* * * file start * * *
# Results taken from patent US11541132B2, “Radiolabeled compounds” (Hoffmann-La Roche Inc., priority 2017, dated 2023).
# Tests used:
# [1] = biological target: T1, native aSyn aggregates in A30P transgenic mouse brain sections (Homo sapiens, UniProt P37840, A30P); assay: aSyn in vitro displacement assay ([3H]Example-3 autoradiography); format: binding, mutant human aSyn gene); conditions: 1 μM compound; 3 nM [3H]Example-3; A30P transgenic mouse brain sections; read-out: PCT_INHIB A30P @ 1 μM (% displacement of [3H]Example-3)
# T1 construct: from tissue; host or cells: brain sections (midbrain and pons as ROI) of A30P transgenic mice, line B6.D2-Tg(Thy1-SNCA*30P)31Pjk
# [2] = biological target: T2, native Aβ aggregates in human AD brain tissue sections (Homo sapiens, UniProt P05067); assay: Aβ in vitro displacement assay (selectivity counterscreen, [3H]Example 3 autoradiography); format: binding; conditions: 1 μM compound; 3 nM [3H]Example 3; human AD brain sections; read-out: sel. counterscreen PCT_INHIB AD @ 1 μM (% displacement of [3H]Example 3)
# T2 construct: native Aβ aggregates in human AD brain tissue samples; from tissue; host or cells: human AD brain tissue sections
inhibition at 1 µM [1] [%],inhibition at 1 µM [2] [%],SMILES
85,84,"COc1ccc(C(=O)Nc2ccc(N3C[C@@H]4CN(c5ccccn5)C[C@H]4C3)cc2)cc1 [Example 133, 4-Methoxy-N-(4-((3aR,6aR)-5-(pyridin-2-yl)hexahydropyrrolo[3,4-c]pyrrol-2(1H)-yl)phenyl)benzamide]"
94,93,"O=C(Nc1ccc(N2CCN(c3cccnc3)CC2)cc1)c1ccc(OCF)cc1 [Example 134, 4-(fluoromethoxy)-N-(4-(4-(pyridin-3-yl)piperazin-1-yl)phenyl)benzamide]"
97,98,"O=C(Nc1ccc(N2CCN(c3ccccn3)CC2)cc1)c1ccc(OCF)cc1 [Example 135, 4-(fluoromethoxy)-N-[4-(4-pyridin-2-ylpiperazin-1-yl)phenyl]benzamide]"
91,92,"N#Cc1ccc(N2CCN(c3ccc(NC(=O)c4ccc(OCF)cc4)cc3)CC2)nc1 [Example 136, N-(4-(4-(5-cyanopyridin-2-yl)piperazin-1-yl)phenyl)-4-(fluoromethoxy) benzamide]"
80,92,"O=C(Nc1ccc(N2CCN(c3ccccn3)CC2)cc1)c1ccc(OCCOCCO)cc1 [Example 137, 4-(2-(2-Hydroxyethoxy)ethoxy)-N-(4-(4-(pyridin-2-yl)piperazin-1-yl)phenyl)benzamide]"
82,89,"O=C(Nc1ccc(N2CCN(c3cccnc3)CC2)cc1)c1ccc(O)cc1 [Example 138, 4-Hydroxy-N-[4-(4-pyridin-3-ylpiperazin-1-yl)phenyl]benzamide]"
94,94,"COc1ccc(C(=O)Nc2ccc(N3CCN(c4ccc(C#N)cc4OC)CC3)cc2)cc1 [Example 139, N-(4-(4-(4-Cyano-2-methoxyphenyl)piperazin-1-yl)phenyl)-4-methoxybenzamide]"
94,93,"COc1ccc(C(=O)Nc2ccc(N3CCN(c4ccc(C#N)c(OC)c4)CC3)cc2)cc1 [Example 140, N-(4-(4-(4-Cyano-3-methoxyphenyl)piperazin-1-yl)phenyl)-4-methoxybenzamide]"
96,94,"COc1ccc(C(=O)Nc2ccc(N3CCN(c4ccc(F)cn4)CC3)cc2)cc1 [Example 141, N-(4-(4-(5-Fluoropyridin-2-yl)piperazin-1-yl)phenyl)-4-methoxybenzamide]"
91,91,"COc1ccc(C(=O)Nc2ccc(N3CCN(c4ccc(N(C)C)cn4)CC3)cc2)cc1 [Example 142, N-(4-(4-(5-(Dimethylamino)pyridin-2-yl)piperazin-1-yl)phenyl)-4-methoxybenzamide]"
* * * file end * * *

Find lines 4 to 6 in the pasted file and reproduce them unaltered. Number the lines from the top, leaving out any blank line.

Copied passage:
# T1 construct: from tissue; host or cells: brain sections (midbrain and pons as ROI) of A30P transgenic mice, line B6.D2-Tg(Thy1-SNCA*30P)31Pjk
# [2] = biological target: T2, native Aβ aggregates in human AD brain tissue sections (Homo sapiens, UniProt P05067); assay: Aβ in vitro displacement assay (selectivity counterscreen, [3H]Example 3 autoradiography); format: binding; conditions: 1 μM compound; 3 nM [3H]Example 3; human AD brain sections; read-out: sel. counterscreen PCT_INHIB AD @ 1 μM (% displacement of [3H]Example 3)
# T2 construct: native Aβ aggregates in human AD brain tissue samples; from tissue; host or cells: human AD brain tissue sections